by New Worker correspondent
THE NORTHERN end of Lewisham High Street in south London is a regular Saturday morning haunt for a variety of left-wing paper sellers and campaigners: Stop the War, the Palestine Solidarity Campaign, the Socialist Workers’ Party, the New Communist Party and others. It is a scene of regular debate and discussion with the passing public and among the different paper sellers but usually uneventful.
Last Saturday the biggest problem seemed to be the icy wind until a police car arrived with flashing lights, from the police station immediately across the road.
Two policewomen jumped out and began video filming all the political activists but focussing first on the PSC campaigners. They were challenged immediately and replied that they had no problem with what the activists were doing but they had been ordered to film “for intelligence purposes”.
The police described the presence of the activists as “a demonstration” and did not recognise that several different organisations were there – they asked to speak to “the organiser” – and that the activity was limited to selling papers, giving out leaflets and collecting petition signatures – even though much the same thing has happened every Saturday for more than 20 years.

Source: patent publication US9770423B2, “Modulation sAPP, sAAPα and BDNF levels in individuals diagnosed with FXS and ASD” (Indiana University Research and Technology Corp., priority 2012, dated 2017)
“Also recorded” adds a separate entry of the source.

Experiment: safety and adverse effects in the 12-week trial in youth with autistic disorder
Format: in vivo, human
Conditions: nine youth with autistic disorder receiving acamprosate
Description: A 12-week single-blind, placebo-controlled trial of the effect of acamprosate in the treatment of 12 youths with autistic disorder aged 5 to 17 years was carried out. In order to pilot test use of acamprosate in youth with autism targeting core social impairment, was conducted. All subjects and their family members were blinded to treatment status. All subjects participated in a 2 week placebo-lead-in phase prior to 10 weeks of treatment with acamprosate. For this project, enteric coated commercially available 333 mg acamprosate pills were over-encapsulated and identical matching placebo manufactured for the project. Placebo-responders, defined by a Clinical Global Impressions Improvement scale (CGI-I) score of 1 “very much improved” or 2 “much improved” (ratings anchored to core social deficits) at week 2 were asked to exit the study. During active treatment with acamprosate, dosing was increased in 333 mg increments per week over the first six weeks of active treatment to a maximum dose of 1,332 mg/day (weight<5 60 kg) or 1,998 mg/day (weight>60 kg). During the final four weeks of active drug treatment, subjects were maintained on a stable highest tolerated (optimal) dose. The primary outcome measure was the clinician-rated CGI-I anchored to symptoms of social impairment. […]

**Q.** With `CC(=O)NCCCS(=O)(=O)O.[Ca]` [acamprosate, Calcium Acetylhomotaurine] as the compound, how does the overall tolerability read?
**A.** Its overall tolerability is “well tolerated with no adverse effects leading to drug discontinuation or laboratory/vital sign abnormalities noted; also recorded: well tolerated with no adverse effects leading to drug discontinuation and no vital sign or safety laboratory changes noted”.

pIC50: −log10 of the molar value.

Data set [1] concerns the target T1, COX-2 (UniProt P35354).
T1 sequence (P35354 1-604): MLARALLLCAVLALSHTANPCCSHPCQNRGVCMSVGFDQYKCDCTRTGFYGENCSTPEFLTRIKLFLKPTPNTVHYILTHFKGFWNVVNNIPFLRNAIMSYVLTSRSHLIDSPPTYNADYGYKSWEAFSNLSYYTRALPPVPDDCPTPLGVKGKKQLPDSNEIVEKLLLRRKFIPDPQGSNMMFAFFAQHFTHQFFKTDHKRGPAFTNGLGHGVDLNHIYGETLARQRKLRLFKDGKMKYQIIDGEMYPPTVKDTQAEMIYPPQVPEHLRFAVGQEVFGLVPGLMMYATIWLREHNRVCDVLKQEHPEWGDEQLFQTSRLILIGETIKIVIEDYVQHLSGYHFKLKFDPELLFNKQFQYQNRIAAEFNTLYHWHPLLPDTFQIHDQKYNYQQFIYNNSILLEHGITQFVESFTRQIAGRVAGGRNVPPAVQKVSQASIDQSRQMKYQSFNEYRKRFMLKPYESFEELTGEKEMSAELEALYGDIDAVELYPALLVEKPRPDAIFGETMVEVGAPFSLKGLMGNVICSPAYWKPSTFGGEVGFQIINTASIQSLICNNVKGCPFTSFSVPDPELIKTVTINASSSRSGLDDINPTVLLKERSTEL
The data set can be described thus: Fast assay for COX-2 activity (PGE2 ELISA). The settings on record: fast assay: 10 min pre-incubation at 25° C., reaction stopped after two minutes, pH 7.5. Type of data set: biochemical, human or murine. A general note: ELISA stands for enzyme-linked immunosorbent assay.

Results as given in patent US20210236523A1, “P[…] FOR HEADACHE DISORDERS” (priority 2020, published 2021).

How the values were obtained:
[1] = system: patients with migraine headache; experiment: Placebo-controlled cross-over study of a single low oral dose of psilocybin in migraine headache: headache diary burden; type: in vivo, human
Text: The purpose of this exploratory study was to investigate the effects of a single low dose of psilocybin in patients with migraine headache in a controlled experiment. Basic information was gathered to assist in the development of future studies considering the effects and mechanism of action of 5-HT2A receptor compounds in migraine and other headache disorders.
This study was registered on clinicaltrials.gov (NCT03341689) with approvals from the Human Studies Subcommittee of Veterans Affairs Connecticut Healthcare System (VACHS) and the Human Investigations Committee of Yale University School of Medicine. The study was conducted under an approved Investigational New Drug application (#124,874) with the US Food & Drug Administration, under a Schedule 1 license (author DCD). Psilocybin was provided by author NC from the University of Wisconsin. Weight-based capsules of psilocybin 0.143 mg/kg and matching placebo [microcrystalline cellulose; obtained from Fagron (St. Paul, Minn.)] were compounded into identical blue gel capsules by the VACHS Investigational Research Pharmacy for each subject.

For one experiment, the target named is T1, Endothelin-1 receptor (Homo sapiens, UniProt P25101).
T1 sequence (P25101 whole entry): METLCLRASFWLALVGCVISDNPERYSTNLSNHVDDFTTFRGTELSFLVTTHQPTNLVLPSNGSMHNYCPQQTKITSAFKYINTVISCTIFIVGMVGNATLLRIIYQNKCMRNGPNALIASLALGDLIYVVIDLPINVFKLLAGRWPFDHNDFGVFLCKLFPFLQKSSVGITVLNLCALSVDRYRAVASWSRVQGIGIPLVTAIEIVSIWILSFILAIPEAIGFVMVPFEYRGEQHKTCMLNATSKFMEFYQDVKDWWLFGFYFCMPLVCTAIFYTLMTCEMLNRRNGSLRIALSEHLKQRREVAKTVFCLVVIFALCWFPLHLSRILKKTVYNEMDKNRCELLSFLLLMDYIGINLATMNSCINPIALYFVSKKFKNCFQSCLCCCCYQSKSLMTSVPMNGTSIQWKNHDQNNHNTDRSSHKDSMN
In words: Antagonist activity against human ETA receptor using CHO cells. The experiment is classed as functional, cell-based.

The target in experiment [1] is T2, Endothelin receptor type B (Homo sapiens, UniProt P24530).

The police learned nothing they could not have learned simply by looking out of their windows or by walking across the road and talking to the campaigners. Clearly the police agenda was intimidation. But their dramatic action had an opposite effect and provoked a storm of protest and instant mobile phone complaints to local councillors and MPs. But it did give the campaigners an opportunity to point out to the shoppers of Lewisham how this country is descending rapidly into a police state.
Meanwhile the Home Office is planning a major upgrade of the CCTV network that will advance the “surveillance society”. New laws will require camera operators to ensure that their equipment produces images good enough for police investigations.
Britain has by far the largest number of surveillance cameras – around five million – in public and private hands or one for every 12 people. The Government claims it is necessary to increase them in order to fight terrorism.
Police are also to gain new powers to seize trespassers at 16 sites around Britain. They range from royal palaces to the official residences of politicians.
Currently police are not allowed to arrest trespassers as long as they agree to be escorted from the site.
But police are to be given more powers at “protected sites”. Up to now such places have been military bases and nuclear power stations. If someone trespasses on them, they run the risk of six months in prison or a £5,000 fine, under the provisions of the Serious Organised Crime and Police Act 2005, amended by the Terrorism Act 2006.